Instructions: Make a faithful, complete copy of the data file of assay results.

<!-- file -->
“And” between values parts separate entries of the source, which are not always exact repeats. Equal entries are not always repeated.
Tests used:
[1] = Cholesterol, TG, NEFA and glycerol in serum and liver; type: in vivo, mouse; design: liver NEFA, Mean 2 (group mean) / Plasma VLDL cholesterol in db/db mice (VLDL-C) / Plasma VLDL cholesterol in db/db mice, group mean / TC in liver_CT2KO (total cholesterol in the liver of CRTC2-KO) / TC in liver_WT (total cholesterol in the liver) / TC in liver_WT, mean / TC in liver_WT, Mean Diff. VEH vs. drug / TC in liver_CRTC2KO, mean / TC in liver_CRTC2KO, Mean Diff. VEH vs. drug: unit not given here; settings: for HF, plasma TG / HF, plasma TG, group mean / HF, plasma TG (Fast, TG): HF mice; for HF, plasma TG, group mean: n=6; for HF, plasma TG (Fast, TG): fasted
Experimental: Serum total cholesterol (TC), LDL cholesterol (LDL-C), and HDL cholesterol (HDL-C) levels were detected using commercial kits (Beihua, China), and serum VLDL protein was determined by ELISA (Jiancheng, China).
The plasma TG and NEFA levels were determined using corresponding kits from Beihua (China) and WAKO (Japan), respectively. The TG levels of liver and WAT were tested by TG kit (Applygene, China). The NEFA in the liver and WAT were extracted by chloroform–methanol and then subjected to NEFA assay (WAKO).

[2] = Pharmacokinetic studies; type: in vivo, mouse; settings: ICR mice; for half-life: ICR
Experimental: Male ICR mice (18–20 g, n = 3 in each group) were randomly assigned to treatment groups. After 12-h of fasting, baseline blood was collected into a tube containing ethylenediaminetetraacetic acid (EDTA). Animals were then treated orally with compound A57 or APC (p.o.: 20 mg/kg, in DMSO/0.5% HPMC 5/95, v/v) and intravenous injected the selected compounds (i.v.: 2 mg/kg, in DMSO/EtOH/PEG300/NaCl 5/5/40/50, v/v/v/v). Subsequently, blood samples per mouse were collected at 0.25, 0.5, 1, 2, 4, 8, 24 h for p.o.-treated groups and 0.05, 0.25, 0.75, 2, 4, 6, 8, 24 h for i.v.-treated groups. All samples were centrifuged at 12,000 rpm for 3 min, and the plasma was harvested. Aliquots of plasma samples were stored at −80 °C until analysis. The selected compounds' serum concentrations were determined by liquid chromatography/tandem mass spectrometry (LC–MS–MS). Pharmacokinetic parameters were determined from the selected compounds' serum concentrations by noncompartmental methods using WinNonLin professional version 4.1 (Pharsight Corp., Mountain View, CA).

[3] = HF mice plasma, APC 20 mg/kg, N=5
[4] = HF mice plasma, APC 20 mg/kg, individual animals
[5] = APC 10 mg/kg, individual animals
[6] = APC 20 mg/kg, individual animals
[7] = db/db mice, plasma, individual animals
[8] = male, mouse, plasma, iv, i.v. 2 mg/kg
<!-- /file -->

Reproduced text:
“And” between values parts separate entries of the source, which are not always exact repeats. Equal entries are not always repeated.
Tests used:
[1] = Cholesterol, TG, NEFA and glycerol in serum and liver; type: in vivo, mouse; design: liver NEFA, Mean 2 (group mean) / Plasma VLDL cholesterol in db/db mice (VLDL-C) / Plasma VLDL cholesterol in db/db mice, group mean / TC in liver_CT2KO (total cholesterol in the liver of CRTC2-KO) / TC in liver_WT (total cholesterol in the liver) / TC in liver_WT, mean / TC in liver_WT, Mean Diff. VEH vs. drug / TC in liver_CRTC2KO, mean / TC in liver_CRTC2KO, Mean Diff. VEH vs. drug: unit not given here; settings: for HF, plasma TG / HF, plasma TG, group mean / HF, plasma TG (Fast, TG): HF mice; for HF, plasma TG, group mean: n=6; for HF, plasma TG (Fast, TG): fasted
Experimental: Serum total cholesterol (TC), LDL cholesterol (LDL-C), and HDL cholesterol (HDL-C) levels were detected using commercial kits (Beihua, China), and serum VLDL protein was determined by ELISA (Jiancheng, China).
The plasma TG and NEFA levels were determined using corresponding kits from Beihua (China) and WAKO (Japan), respectively. The TG levels of liver and WAT were tested by TG kit (Applygene, China). The NEFA in the liver and WAT were extracted by chloroform–methanol and then subjected to NEFA assay (WAKO).

[2] = Pharmacokinetic studies; type: in vivo, mouse; settings: ICR mice; for half-life: ICR
Experimental: Male ICR mice (18–20 g, n = 3 in each group) were randomly assigned to treatment groups. After 12-h of fasting, baseline blood was collected into a tube containing ethylenediaminetetraacetic acid (EDTA). Animals were then treated orally with compound A57 or APC (p.o.: 20 mg/kg, in DMSO/0.5% HPMC 5/95, v/v) and intravenous injected the selected compounds (i.v.: 2 mg/kg, in DMSO/EtOH/PEG300/NaCl 5/5/40/50, v/v/v/v). Subsequently, blood samples per mouse were collected at 0.25, 0.5, 1, 2, 4, 8, 24 h for p.o.-treated groups and 0.05, 0.25, 0.75, 2, 4, 6, 8, 24 h for i.v.-treated groups. All samples were centrifuged at 12,000 rpm for 3 min, and the plasma was harvested. Aliquots of plasma samples were stored at −80 °C until analysis. The selected compounds' serum concentrations were determined by liquid chromatography/tandem mass spectrometry (LC–MS–MS). Pharmacokinetic parameters were determined from the selected compounds' serum concentrations by noncompartmental methods using WinNonLin professional version 4.1 (Pharsight Corp., Mountain View, CA).

[3] = HF mice plasma, APC 20 mg/kg, N=5
[4] = HF mice plasma, APC 20 mg/kg, individual animals
[5] = APC 10 mg/kg, individual animals
[6] = APC 20 mg/kg, individual animals
[7] = db/db mice, plasma, individual animals
[8] = male, mouse, plasma, iv, i.v. 2 mg/kg